Olive Trees of Justice, The: James Blue’s Only French Film, Shot in Algeria during the Algerian War

The first and only narrative feature by American documentarian James Blue, The Olive Trees of Justice holds the distinction of being the only French film to have been shot in Algeria during the Algerian War.

In order to get around the authorities, the film was made under the pretext that it was a documentary about the wine industry.

The Olive Trees of Justice depicts the Algerian struggle for independence from the French by concentrating on a young “pied-noir” (Frenchman of Algerian descent), who returns to Algiers to visit his dying father.

In 2020, it was restored in 4K by L’Atelier d’Images and Thierry Derocles in collaboration with The James and Richard Blue Foundation with the support of The Film Foundation, James Ivory and CNC—Centre national du cinéma et de l’image animée, at L’Image Retrouvée (Paris) from a fine grain print preserved at Les Archives Françaises du Film.

 

image from the film OLIVE TREES OF JUSTICE

The story unfolds as Jean returns home to visit his dying father and recalls his childhood. His memories of boyhood on his father’s farm are told in flashbacks with a lush serenity that contrasts to the teeming, tank-filled streets of contemporary Algiers.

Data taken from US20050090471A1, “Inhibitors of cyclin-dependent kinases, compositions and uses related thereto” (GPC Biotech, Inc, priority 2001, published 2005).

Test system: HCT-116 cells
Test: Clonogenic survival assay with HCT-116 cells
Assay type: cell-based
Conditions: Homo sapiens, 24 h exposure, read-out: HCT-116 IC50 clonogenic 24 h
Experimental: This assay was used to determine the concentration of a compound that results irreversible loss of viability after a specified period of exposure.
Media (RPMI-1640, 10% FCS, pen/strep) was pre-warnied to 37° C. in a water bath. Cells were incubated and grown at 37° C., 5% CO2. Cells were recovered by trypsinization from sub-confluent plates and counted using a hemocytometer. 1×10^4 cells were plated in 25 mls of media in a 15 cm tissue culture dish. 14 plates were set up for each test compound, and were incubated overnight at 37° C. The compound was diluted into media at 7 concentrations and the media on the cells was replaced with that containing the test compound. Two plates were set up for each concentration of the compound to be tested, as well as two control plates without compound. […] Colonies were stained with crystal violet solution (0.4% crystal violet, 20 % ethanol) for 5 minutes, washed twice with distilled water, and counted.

Blue gives “the film a neorealist tone by shooting in a documentary style and enrolling a cast largely composed of non-professional actors.

Recoiling from the approaching death of his father, the reduced economic circumstances of his family, and the chaos of civil war, Jean, the son of a French colonialist, retreats to memories of the years he spent growing up on the family farm on the Mitidja plain outside Algiers.

One childhood friend, Said, is now a revolutionary. Another friend, Boralfa, is his mother’s kitchen servant.

At his father’s funeral, Jean argues with Boralfa over the future of Algeria, but refuses to relinquish his childhood bonds, or his identity as an Algerian.

 

Trailer

Blue tells a powerful story of common people living and struggling in their daily lives, while providing valuable testimony to the troubling complexity of the French-Algerian conflict at the time.

The film was the inaugural winner of the Critics Prize at the 1962 Cannes Film Fest.